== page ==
Youth culture comes alive in this new exhibit! It explores how crime trends, changing legislation, and policing practices have come together to create a very Vancouver story. Bridging the Gap is a new permanent exhibit that is vibrant, engaging, and informative.
The colourful display includes an original graffiti mural by local artist Larissa Healey, aka Gurl Twenty Three. Healey’s work has been featured on the walls of community centres, businesses and public spaces all over Vancouver. Working with youth inspires Larissa, she is a facilitator with RestART, a Vancouver municipal graffiti management program working with inner city youth, and is a mentor in native youth programming through the Museum of Anthropology.
Visitors to this new exhibit have the opportunity to step into four eras – the 1950s, 1970s, 1990s or 2010s. Join a friend to cause some era-appropriate mischief on the streets of Vancouver. In the interactive adventure, you’re bound to get busted, but depending on the laws, the judge, and your criminal history, you might get a free pass… or you might be packing for prison.
This new exhibit takes a look at over a century worth of youth culture and youth crime trends in Vancouver.
It also looks at the relationship between the law, the VPD, and the city’s youth.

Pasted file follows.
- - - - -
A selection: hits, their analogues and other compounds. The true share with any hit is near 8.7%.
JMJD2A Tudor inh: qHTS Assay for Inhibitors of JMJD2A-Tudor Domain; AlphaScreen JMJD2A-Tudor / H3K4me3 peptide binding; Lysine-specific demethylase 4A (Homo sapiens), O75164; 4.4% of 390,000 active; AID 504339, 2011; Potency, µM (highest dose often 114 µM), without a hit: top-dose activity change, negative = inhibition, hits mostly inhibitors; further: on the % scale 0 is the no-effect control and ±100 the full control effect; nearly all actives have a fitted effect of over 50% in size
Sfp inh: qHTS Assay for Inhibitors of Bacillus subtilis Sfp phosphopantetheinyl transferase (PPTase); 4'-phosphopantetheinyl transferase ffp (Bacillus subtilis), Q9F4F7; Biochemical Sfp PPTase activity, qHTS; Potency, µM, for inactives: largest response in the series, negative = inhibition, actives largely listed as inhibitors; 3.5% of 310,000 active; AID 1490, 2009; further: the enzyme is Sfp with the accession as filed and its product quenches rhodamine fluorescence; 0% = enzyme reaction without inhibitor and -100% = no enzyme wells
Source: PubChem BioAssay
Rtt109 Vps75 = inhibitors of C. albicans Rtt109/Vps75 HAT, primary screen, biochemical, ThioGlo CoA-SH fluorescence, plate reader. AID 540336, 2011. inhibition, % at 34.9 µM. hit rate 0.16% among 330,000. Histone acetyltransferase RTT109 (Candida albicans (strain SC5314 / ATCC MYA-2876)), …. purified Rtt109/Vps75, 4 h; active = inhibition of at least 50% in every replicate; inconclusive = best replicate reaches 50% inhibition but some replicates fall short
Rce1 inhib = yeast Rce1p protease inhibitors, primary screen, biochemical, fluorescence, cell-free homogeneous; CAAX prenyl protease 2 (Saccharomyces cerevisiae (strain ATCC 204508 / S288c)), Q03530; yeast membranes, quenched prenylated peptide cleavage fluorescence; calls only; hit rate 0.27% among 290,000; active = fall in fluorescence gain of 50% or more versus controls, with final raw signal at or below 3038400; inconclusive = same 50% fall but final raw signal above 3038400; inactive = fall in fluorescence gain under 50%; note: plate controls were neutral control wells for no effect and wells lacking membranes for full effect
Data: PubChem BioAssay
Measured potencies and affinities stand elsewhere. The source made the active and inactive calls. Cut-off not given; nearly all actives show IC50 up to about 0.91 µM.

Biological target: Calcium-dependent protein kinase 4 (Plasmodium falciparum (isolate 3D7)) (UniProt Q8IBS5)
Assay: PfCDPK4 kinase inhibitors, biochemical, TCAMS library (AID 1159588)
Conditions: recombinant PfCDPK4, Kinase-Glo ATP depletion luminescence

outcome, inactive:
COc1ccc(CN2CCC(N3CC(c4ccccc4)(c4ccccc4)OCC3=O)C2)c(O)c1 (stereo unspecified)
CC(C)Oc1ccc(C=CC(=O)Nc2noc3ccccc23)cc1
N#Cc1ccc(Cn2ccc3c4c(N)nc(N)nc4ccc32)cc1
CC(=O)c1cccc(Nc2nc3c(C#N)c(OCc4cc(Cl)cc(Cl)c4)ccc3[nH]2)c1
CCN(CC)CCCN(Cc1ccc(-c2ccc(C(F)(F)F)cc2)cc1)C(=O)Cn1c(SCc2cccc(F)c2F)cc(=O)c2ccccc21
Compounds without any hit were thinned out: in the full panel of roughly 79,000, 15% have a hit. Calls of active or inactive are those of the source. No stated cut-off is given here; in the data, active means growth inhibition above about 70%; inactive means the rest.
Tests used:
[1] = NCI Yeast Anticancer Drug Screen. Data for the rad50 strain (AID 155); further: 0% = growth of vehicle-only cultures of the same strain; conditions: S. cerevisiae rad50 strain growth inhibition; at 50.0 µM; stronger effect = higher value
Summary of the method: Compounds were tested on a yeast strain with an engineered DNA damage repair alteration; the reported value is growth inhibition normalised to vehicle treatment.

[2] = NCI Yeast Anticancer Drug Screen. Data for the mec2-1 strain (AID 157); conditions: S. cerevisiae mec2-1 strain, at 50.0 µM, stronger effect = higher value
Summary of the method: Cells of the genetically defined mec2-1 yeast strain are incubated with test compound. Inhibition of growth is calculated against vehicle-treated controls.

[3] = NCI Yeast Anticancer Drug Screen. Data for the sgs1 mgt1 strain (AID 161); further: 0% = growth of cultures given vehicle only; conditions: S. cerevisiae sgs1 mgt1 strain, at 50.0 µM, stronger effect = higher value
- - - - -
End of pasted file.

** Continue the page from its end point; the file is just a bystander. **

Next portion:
- Today, the VPD takes a multi-faceted approach to connecting with youth, with the goal of gaining mutual respect and building meaningful relationships.
- The evolution of the juvenile justice system in Canada has changed from a punitive, welfare-based system, to one based on criminal law and proportionality of consequences.
- Over the past century, the attitudes of law enforcement and the messaging towards youth have moved away from a disciplinary tone to an informative and educational appeal.
- Partnerships between the police, community programs, and local agencies are essential in connecting with at-risk youth and in facilitating their transition back into a positive environment.
This project was made possible through the generous support of the Vancouver Police Foundation